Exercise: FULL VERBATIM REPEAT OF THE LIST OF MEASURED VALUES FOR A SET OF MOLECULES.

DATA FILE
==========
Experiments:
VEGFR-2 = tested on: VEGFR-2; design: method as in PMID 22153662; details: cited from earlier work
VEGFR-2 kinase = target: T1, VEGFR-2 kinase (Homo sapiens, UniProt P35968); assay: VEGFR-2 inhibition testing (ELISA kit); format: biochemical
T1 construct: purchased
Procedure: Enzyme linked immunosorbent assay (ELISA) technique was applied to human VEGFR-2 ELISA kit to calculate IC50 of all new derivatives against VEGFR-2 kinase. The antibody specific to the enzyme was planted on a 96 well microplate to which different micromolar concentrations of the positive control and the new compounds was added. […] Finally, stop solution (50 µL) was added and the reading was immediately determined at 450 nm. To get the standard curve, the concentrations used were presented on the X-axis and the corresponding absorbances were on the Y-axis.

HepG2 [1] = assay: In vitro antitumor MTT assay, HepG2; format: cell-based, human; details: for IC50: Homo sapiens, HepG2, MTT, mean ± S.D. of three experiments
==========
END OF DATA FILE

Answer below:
Experiments:
VEGFR-2 = tested on: VEGFR-2; design: method as in PMID 22153662; details: cited from earlier work
VEGFR-2 kinase = target: T1, VEGFR-2 kinase (Homo sapiens, UniProt P35968); assay: VEGFR-2 inhibition testing (ELISA kit); format: biochemical
T1 construct: purchased
Procedure: Enzyme linked immunosorbent assay (ELISA) technique was applied to human VEGFR-2 ELISA kit to calculate IC50 of all new derivatives against VEGFR-2 kinase. The antibody specific to the enzyme was planted on a 96 well microplate to which different micromolar concentrations of the positive control and the new compounds was added. […] Finally, stop solution (50 µL) was added and the reading was immediately determined at 450 nm. To get the standard curve, the concentrations used were presented on the X-axis and the corresponding absorbances were on the Y-axis.

HepG2 [1] = assay: In vitro antitumor MTT assay, HepG2; format: cell-based, human; details: for IC50: Homo sapiens, HepG2, MTT, mean ± S.D. of three experiments